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OutFront: Entrepreneur Creates Inclusive Camp for LGBTQ Youth

Entrepreneur Puck Markham poured his personal savings into creating a nonprofit camp for LGBTQ youth called Camp Lightbulb. It's now in its sixth year.
Camp Lightbulb founder Puck Markham (second from left) and fellow members of the Camp Lightbulb team
Camp Lightbulb founder Puck Markham (second from left) and fellow members of the Camp Lightbulb teamCamp Lightbulb

When out entrepreneur Puck Markham was a teenager growing up in Holland, he loved going to sailing camp. But not knowing any other campers who were gay made him feel like an oddball.

“I remember going to sailing camp and being on the outside a pretty independent and pretty self-confident kind of kid,” Markham told NBC Out. “You would have crushes on sailing instructors that you would not share, because that was very much part of your private identity and the whole idea of being able to not have to hide, I think I would have benefited from enormously.”

Markham found the courage to come out to his family when he was in college. After he graduated, he moved to London and got a job as a broker.

“[I] made a good amount of money and always felt very much out of place because I always … very much wanted to have work that aligned with my values and have a value-driven life,” he said.

Puck Markham, founder of Camp LightbulbCamp Lightbulb

Markham started his own financial education business in England where he used his financial know-how to teach low-income families how to manage and save money. He enjoyed helping others, but something felt amiss.

“I traveled a lot for a number of reasons and wherever [I was], I kept reading about higher rates of suicide and bullying and oppression among LGBT youth,” he said. The rate of suicide attempts is four times greater for lesbian, gay and bisexual youth, and one quarter of young transgender people report having made a suicide attempt, according to The Trevor Project.

“That kind of stuck with me,” Markham said.

In 2010, he went on vacation with his then-boyfriend to Provincetown, Massachusetts. The small town surrounded by water at the end of Cape Cod reminded him of sailing camp and how lonely he felt as a teenager who longed to know someone else who was gay. That memory and the town’s gay-friendly atmosphere inspired an idea.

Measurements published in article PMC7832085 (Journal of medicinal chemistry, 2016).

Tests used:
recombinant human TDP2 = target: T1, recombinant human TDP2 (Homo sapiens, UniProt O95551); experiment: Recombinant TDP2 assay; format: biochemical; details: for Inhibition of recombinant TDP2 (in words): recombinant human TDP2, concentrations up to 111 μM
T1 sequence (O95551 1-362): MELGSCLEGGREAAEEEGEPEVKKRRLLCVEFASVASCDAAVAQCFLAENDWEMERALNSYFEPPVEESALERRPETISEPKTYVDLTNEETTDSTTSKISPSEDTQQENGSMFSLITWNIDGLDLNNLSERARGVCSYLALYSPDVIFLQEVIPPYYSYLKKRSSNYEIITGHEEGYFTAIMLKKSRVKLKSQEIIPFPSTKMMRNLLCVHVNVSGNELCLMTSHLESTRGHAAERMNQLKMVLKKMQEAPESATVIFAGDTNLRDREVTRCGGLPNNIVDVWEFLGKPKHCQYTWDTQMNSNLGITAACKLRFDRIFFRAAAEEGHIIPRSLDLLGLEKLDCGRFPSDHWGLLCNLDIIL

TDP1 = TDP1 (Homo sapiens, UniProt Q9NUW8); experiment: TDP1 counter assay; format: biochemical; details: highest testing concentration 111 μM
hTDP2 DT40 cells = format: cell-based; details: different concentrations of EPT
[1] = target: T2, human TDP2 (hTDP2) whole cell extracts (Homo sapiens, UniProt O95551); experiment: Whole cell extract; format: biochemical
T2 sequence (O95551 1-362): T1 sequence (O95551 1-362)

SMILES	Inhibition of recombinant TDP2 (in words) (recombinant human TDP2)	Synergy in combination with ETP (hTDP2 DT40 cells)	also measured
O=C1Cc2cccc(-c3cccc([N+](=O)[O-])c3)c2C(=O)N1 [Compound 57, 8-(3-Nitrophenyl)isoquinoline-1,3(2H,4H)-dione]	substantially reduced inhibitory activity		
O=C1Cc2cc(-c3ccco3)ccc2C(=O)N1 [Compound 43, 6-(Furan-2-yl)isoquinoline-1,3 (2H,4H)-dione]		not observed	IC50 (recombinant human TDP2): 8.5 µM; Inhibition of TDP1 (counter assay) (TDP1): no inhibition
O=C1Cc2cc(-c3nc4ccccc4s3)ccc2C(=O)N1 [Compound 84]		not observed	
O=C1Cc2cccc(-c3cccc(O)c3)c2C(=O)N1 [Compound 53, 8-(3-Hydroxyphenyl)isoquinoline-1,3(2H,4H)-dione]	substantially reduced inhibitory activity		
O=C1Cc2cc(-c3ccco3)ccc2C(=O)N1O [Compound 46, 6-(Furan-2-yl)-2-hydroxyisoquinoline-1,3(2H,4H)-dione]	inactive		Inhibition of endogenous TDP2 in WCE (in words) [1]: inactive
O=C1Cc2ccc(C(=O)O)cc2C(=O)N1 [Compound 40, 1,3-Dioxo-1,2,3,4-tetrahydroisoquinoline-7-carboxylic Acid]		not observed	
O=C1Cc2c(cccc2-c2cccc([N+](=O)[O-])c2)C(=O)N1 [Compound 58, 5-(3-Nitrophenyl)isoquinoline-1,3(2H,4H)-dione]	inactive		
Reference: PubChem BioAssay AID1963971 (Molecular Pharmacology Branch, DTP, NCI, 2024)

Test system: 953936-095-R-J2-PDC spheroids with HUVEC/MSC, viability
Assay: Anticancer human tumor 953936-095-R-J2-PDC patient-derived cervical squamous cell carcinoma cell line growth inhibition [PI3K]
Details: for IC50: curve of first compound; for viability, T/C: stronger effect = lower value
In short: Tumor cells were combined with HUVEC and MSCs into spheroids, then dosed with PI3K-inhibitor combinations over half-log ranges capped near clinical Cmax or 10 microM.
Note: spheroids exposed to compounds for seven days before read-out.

“I was like, ‘Well this would be a perfect place for a camp for kids,’” he said.

In 2011, Markham took a bold risk. He closed his business in London and moved to Provincetown, where he poured his personal savings into creating a nonprofit camp for LGBTQ youth he called Camp Lightbulb. But no one was signing up.

“Then a lot of people started making calls on my behalf, and we had nine kids show up,” he said. “[We] had a fantastic week, and it has grown gradually since.”

Camp Lightbulb campersBobby Miller

Now in its sixth year, Markham’s flagship camp has 35 regular campers, ages 14 to 18. And in 2015, he started a winter camp in Los Angeles, where he recently moved. He said the experience has been amazing.

“I’m a gay man. I know how fraught and difficult it was sometimes to grow up gay, and now I get to make my small mark for the next generation and put together an amazing week with a great team of counselors that are delivering it all,” he said.

Markham said about 30 percent of his campers come from communities of color. He spends much of his time raising money to provide camp scholarships for low-income kids.

“There was this picture this counselor took of these two kids running through the dunes, just the two of them,” he said. “One of them came from a very, very privileged background, and the other kid came from the Ali Forney Center in New York, which is this large LGBTQ homeless organization. But for that moment, they were having the same experience — running through the dunes in complete abandonment, safe, happy and excited.”

The 46-year-old just finished organizing Camp Lightbulb’s second winter camp in Los Angeles, and he is now busy planning its next summer camp in Provincetown in June. He said parents often tell him the experience is life changing for their children, who for an entire week get to feel like they belong to a welcoming community for the first time.

“For that one week they’re surrounded by peers, by role models, by a community that is embracing them and celebrating them,” Markham said. “By the end of the week they’re so filled with joy and pride and newfound friendships and relationships. That’s immeasurable.”

OutFront is a weekly NBC Out series profiling LGBTQ people who are making a positive difference in the community

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